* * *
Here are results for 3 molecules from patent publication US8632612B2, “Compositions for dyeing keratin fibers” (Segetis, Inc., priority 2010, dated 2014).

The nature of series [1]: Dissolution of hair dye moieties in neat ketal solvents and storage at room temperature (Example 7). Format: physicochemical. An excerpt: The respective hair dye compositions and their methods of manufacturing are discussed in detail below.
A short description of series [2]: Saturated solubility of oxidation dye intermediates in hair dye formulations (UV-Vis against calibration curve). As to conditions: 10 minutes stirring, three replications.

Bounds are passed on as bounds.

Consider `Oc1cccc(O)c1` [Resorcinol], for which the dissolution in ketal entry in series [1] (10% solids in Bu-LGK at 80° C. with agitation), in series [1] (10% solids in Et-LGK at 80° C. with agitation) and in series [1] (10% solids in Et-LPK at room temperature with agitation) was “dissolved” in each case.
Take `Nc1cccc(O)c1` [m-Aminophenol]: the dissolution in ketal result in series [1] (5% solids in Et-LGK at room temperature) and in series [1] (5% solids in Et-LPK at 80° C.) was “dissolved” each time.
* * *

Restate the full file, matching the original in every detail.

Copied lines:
Here are results for 3 molecules from patent publication US8632612B2, “Compositions for dyeing keratin fibers” (Segetis, Inc., priority 2010, dated 2014).

The nature of series [1]: Dissolution of hair dye moieties in neat ketal solvents and storage at room temperature (Example 7). Format: physicochemical. An excerpt: The respective hair dye compositions and their methods of manufacturing are discussed in detail below.
A short description of series [2]: Saturated solubility of oxidation dye intermediates in hair dye formulations (UV-Vis against calibration curve). As to conditions: 10 minutes stirring, three replications.

Bounds are passed on as bounds.

Consider `Oc1cccc(O)c1` [Resorcinol], for which the dissolution in ketal entry in series [1] (10% solids in Bu-LGK at 80° C. with agitation), in series [1] (10% solids in Et-LGK at 80° C. with agitation) and in series [1] (10% solids in Et-LPK at room temperature with agitation) was “dissolved” in each case.
Take `Nc1cccc(O)c1` [m-Aminophenol]: the dissolution in ketal result in series [1] (5% solids in Et-LGK at room temperature) and in series [1] (5% solids in Et-LPK at 80° C.) was “dissolved” each time.